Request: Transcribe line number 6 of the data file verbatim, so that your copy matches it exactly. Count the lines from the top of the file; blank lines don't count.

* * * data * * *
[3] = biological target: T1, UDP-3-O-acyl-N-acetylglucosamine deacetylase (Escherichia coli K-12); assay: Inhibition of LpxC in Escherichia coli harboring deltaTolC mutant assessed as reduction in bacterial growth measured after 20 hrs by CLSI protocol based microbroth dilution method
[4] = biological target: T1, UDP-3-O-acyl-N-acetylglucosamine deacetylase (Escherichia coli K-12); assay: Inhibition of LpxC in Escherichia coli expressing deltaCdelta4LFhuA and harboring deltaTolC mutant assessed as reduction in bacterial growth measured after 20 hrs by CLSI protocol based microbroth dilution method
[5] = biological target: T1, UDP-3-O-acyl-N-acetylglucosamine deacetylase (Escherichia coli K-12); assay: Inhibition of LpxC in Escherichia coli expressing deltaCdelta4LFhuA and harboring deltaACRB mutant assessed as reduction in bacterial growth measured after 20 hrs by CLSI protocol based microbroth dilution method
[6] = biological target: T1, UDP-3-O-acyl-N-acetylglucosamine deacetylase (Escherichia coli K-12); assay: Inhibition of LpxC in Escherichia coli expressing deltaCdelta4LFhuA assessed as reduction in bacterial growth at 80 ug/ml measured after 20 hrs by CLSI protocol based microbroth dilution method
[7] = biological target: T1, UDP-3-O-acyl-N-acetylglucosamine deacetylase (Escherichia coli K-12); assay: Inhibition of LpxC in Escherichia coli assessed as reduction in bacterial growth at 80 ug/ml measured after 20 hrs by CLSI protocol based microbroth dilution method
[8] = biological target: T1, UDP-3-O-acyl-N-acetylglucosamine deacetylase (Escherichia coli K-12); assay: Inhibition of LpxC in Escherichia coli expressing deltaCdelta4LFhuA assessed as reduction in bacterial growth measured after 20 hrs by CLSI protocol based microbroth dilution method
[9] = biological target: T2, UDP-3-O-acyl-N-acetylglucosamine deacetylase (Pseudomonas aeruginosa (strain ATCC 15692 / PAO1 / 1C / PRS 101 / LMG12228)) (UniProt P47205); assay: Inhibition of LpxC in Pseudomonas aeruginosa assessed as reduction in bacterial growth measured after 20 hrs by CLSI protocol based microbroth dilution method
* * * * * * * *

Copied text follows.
[8] = biological target: T1, UDP-3-O-acyl-N-acetylglucosamine deacetylase (Escherichia coli K-12); assay: Inhibition of LpxC in Escherichia coli expressing deltaCdelta4LFhuA assessed as reduction in bacterial growth measured after 20 hrs by CLSI protocol based microbroth dilution method